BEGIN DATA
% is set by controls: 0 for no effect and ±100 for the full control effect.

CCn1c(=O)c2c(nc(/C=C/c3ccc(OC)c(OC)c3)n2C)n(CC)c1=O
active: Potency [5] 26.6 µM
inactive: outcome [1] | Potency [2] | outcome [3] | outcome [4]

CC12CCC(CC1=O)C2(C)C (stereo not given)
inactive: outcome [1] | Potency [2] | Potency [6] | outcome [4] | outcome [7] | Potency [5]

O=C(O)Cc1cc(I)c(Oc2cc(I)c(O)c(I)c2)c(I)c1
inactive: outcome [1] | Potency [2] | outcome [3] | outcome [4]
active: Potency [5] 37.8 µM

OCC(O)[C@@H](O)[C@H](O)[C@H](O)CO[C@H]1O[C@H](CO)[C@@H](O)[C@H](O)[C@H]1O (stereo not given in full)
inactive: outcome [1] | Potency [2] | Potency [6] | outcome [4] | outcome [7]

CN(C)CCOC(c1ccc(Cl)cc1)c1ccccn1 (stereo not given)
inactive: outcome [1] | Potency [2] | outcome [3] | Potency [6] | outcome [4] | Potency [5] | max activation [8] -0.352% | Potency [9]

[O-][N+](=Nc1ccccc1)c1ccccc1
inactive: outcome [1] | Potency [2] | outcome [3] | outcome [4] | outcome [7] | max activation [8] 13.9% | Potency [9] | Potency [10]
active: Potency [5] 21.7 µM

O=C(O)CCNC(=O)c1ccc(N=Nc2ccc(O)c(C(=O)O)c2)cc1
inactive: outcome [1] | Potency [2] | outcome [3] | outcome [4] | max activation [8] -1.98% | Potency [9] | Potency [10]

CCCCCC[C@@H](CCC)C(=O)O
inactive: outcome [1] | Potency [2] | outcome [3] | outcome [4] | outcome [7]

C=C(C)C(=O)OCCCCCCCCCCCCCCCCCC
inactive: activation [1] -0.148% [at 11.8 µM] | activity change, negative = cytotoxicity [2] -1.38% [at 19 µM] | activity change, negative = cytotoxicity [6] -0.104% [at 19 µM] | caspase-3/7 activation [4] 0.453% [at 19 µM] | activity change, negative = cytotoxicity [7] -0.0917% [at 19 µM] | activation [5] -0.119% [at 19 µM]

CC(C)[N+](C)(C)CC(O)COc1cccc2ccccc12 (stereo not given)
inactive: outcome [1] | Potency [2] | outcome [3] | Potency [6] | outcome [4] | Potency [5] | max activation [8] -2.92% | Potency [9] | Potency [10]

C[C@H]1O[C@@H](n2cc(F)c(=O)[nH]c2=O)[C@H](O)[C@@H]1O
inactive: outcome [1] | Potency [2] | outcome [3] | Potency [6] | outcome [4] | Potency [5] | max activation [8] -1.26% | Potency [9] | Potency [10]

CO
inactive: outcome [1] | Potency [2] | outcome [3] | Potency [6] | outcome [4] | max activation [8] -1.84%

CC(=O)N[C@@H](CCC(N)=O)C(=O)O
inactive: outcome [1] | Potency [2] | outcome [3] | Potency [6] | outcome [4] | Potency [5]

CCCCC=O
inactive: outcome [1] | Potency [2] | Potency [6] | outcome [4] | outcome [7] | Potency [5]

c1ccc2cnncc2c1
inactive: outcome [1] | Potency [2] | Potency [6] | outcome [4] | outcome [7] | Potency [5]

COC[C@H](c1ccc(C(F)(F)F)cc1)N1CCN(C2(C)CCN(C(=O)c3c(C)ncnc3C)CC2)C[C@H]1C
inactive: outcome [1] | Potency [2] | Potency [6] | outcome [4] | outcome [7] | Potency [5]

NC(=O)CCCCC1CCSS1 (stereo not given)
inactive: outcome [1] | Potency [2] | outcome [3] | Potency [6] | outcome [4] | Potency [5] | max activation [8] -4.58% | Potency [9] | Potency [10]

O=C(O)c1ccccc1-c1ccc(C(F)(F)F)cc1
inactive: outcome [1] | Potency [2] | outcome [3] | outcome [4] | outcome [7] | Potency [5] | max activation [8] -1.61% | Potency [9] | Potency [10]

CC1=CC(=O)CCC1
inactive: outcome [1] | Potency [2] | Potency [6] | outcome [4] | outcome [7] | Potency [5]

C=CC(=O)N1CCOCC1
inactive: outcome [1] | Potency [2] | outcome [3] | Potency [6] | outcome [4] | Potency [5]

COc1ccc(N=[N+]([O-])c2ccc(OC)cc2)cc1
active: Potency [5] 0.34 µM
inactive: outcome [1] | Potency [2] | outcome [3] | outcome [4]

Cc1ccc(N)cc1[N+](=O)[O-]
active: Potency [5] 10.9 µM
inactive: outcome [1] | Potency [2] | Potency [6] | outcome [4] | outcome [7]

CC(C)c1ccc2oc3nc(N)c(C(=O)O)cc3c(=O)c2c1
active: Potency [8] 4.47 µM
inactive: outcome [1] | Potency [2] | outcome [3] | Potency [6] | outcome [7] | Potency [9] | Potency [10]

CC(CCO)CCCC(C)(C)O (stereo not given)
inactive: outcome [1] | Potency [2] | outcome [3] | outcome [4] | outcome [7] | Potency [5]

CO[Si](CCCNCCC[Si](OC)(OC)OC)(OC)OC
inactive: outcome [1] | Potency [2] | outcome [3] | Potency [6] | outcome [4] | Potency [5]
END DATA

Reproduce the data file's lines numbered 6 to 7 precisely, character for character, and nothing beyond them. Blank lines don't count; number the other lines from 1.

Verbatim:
inactive: outcome [1] | Potency [2] | Potency [6] | outcome [4] | outcome [7] | Potency [5]

O=C(O)Cc1cc(I)c(Oc2cc(I)c(O)c(I)c2)c(I)c1